The Parents' Review

A Monthly Magazine of Home-Training and Culture

Edited by Charlotte Mason.

"Education is an atmosphere, a discipline, a life."
Notes on The Students' Conference

by H. M. Lake
Volume 14, 1903, pgs. 432-434

The Students' Conference was held at Ambleside during the week dating from the 20th of April, and thirty-four ex-students were present. The programme for the first three days was as follows:—


I. Mrs. Firth's opening address.
II. Letter from Miss Mason.
III. Discussion on the P.R.S., in connection with which papers were read on:—(a) The multiplicity of subjects. (b) Proportions of the amount of work set. (c) Preparation of boys for school. (d) Examination papers.


Paper I. The question of hand-writing.
Discussion. The teaching of modern languages.
Paper II. Brush-painting.
" III. The art of living in other people's houses.
Discussion on "L'Umile Pianta."


Paper I. Our possibilities of expansion.
" II. Nature study.
Two criticism lessons.

The papers read were full of interest, and were almost all followed by animated discussions. Mrs. Firth's opening address was most inspiring, putting before us high ideals and thoughts of all that is good, beautiful, and true. Miss Mason's paper, in the form of a letter to her "dear bairns," was then read by Miss Allen, and it gave just the helpful suggestions and encouragement that were needed.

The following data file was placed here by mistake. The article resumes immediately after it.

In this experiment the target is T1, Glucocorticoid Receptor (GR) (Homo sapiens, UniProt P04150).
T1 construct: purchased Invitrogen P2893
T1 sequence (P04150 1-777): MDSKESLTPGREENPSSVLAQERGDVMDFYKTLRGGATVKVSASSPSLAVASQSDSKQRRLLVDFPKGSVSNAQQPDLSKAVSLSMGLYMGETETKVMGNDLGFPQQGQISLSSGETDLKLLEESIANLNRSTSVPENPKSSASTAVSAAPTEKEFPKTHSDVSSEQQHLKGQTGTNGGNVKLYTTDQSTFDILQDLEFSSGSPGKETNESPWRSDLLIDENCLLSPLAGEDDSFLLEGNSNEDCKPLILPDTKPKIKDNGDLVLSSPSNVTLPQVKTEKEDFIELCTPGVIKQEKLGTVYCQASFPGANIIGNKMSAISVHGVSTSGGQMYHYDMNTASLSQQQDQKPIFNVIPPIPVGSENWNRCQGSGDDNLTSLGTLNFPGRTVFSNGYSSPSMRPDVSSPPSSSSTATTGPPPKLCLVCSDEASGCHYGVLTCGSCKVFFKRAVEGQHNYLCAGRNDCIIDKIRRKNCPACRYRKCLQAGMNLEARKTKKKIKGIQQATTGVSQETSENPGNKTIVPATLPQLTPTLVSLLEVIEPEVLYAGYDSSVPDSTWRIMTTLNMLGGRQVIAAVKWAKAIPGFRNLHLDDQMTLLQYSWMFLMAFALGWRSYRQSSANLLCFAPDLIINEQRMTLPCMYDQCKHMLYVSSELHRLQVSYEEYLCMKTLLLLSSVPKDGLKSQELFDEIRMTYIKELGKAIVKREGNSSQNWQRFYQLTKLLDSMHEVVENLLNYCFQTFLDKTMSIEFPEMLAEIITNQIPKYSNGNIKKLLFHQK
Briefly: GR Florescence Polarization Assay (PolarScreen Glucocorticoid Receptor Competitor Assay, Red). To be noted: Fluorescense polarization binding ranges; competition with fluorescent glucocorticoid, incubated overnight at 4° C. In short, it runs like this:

The papers and discussions in connection with the P.R.S. were most helpful. All who were present expressed their warm appreciation of its value, and none would be willing to work without its aid. The discussions were all with a view to arriving at a better understanding of the practical working of the P.R.S., in loyal accordance with the spirit which animates the whole. It was agreed that the multiplicity of subjects in the P.R.S. is a real help in the development of our children, helping as it does to establish relations on all sides, thus giving the children a wider outlook upon life.